Domestic Policy – Great Society “Great Society” – There were environmental protection laws, landmark land conservation measures, the profoundly influential Immigration Act, bills establishing a National Endowment for the Arts and the National Endowment for the Humanities, a Highway Safety Act, the Public Broadcasting Act, and a bill to provide consumers with some protection against shoddy goods and dangerous products. – To address issues of inequality in education, vast amounts of money were poured into colleges to fund certain students and projects and into federal aid for elementary and secondary education, especially to provide remedial services for poorer districts, a program that no President had been able to pass because of the disputes over aid to parochial schools
Domestic Policy – Great Society Johnson won passage of a bill establishing a Department of Housing and Urban Development and appointed Robert Weaver, the first African American in the cabinet, to head it. For the elderly, Johnson won passage of Medicare, a program providing federal funding of many health care expenses for senior citizens. The "medically indigent" of any age who could not afford access to health care would be covered under a related "Medicaid" program funded in part by the national government and run by states under their welfare programs.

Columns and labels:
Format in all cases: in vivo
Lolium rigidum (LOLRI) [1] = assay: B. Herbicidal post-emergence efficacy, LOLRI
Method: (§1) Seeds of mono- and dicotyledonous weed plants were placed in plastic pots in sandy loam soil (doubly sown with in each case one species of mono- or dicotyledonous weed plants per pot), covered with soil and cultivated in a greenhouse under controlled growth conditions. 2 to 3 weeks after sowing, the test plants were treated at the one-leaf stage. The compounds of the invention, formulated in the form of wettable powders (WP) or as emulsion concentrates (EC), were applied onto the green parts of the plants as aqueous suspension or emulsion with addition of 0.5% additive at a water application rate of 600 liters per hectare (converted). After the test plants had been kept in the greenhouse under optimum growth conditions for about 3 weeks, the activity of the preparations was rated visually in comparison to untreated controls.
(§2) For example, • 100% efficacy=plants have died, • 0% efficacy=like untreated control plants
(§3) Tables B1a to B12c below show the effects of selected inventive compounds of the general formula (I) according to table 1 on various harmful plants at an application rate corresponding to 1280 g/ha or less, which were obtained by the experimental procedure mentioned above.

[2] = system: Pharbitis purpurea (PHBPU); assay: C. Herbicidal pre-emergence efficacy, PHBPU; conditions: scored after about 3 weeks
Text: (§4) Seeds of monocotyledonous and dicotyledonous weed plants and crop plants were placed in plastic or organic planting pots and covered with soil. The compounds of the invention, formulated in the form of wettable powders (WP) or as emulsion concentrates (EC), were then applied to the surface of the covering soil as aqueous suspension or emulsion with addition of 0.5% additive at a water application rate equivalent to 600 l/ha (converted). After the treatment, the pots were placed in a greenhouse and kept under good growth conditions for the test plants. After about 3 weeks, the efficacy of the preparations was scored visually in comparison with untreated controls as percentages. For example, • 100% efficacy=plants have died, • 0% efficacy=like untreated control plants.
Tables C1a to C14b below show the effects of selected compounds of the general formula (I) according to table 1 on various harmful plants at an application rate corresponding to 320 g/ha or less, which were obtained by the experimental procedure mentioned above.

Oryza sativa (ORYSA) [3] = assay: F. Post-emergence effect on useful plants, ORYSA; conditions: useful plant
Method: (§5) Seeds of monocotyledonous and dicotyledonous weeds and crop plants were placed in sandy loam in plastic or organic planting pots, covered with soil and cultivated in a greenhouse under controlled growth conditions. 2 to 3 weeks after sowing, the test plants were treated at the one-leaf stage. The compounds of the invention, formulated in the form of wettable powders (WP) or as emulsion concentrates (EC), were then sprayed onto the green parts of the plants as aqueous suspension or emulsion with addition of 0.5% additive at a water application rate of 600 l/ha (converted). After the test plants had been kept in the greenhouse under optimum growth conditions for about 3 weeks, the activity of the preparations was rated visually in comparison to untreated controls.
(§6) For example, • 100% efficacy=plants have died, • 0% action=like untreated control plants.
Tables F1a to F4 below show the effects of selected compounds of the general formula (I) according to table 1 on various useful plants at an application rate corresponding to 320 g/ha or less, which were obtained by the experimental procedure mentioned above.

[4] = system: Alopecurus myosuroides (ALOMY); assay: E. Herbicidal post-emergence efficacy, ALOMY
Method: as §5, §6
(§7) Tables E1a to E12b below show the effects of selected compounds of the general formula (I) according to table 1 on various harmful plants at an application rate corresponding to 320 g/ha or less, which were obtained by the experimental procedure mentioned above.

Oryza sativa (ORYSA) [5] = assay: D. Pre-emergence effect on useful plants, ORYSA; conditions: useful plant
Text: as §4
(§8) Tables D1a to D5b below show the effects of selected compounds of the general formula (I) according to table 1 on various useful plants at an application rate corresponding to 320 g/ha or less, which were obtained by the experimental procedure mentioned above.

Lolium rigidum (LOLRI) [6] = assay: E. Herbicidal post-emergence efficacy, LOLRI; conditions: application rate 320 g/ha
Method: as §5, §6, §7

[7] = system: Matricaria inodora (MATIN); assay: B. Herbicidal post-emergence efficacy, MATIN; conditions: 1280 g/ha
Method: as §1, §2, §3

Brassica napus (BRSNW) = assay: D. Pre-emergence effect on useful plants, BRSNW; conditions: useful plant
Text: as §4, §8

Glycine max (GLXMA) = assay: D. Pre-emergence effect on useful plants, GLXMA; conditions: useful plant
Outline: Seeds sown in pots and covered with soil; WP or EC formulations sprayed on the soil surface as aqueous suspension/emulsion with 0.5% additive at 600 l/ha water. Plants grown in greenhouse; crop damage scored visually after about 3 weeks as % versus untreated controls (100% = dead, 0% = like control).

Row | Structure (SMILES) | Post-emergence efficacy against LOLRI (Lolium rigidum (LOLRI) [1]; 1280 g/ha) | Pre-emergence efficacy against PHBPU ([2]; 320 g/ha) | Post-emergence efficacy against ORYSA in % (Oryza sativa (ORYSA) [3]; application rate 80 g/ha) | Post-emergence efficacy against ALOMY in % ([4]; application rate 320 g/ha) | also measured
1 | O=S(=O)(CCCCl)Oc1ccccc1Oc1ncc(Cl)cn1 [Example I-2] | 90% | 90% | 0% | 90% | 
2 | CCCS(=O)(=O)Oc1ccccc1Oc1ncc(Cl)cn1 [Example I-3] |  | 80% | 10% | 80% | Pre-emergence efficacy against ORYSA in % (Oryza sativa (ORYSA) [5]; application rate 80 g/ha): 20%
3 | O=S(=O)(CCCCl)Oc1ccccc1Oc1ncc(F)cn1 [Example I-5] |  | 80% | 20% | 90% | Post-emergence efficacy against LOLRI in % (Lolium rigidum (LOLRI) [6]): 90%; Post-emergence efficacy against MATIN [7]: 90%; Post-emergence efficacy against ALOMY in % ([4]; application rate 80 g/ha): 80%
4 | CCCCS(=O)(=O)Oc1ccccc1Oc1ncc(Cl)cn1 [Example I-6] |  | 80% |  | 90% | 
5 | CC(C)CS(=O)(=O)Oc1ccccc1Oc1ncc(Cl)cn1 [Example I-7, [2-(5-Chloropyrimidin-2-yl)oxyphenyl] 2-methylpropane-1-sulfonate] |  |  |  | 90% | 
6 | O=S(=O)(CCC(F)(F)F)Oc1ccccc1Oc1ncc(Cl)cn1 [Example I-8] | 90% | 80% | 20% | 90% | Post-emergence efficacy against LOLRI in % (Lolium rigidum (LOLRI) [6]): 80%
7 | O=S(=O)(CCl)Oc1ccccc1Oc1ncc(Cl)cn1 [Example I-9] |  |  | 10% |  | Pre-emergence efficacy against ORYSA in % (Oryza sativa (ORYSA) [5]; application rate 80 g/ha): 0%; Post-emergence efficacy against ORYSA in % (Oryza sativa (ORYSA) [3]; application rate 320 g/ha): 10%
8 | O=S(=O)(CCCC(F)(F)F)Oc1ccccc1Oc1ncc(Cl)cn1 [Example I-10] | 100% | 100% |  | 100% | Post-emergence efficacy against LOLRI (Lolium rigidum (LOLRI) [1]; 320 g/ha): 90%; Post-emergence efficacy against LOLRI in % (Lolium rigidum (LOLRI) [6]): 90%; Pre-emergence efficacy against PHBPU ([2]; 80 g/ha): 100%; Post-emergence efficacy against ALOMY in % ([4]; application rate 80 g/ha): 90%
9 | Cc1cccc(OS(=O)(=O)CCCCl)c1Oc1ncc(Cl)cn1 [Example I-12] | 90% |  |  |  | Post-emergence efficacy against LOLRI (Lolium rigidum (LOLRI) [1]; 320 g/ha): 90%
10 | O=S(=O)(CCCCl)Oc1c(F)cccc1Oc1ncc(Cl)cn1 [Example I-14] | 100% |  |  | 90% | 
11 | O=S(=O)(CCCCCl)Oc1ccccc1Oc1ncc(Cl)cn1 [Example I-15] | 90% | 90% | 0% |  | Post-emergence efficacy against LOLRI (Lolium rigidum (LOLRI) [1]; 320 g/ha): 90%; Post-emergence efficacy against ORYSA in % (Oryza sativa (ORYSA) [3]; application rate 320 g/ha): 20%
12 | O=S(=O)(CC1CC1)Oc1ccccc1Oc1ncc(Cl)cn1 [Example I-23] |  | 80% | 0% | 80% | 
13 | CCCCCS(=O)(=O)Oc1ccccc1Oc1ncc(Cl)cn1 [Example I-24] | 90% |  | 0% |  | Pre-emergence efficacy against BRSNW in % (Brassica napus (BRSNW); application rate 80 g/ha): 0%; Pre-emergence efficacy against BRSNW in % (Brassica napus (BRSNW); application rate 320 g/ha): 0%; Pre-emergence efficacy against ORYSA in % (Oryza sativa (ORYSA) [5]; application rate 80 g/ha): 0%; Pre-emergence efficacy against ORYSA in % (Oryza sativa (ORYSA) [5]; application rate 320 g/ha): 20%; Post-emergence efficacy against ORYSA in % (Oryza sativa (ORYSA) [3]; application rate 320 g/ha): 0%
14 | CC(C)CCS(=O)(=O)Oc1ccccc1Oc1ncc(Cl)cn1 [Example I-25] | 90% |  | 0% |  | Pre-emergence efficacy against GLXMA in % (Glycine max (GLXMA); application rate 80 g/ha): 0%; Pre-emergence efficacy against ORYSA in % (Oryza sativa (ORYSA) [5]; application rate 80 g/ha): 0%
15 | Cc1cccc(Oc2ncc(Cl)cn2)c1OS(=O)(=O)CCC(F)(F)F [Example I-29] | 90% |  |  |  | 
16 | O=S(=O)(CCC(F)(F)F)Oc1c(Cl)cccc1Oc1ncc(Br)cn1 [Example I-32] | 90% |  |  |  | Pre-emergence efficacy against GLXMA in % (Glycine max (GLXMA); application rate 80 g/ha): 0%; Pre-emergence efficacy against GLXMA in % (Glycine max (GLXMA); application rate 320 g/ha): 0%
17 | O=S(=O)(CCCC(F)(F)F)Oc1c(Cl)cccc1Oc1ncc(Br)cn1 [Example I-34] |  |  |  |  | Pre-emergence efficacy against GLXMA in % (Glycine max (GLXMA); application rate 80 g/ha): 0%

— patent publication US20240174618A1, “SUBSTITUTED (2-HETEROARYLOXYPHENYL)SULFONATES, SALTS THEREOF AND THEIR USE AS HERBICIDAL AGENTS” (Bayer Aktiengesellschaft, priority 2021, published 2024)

War on Poverty These include the Head Start program of early education for poor children; the Legal Services Corporation, providing legal aid to poor families; and various health care programs run out of neighborhood clinics and hospitals. The billions of dollars spent to aid the poor did have effective results, especially in job training and job placement programs. Partly as a result of these initiatives— and also due to a booming economy—the rate of poverty in America declined significantly during the Johnson years. Millions of Americans raised themselves above the "poverty line," and the percentage under it declined from 20 to 12 percent between 1964 and 1974.
Civil Rights Civil Rights Act of 1964 – ending segregation in public facilities Voting Rights Act of This piece of legislation provided for a suspension of literacy tests in counties where voting rates were below a certain threshold, which in practice covered most of the South. It also provided for federal registrars and marshals to enroll African American voters. The law was passed by Congress, and the results were immediate and significant. Black voter turnout tripled within four years, coming very close to white turnouts throughout the South. Meanwhile, white conservatives tended to leave the Democratic Party, due to their opposition to Johnson's civil rights legislation and liberal programs.